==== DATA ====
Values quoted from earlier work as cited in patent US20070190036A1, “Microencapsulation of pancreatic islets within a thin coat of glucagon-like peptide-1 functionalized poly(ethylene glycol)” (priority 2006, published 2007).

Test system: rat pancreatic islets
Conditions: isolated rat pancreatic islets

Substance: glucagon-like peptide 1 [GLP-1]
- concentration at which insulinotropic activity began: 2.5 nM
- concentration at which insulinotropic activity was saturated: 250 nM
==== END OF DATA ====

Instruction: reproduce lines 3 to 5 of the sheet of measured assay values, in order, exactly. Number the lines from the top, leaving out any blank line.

Conditions: isolated rat pancreatic islets

Substance: glucagon-like peptide 1 [GLP-1]
- concentration at which insulinotropic activity began: 2.5 nM